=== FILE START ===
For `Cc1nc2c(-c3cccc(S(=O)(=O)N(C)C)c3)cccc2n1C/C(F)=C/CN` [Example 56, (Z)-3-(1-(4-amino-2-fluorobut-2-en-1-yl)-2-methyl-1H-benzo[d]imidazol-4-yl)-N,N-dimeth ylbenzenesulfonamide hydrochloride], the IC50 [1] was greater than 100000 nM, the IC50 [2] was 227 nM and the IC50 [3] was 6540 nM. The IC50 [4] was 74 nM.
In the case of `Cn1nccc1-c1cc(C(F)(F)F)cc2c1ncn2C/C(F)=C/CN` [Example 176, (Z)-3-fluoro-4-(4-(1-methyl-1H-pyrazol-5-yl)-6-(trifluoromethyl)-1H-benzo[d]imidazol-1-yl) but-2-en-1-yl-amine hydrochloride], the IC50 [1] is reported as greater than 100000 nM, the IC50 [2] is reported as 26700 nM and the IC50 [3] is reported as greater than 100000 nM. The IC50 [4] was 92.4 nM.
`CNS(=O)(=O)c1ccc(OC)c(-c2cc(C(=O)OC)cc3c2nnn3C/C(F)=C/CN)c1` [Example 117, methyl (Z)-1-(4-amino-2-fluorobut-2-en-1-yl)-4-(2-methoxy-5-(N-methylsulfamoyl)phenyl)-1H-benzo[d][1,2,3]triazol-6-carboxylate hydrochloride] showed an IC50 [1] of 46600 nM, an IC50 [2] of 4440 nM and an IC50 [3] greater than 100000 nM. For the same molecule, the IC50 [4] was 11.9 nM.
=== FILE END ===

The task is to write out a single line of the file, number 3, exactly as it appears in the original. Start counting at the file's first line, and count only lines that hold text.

`CNS(=O)(=O)c1ccc(OC)c(-c2cc(C(=O)OC)cc3c2nnn3C/C(F)=C/CN)c1` [Example 117, methyl (Z)-1-(4-amino-2-fluorobut-2-en-1-yl)-4-(2-methoxy-5-(N-methylsulfamoyl)phenyl)-1H-benzo[d][1,2,3]triazol-6-carboxylate hydrochloride] showed an IC50 [1] of 46600 nM, an IC50 [2] of 4440 nM and an IC50 [3] greater than 100000 nM. For the same molecule, the IC50 [4] was 11.9 nM.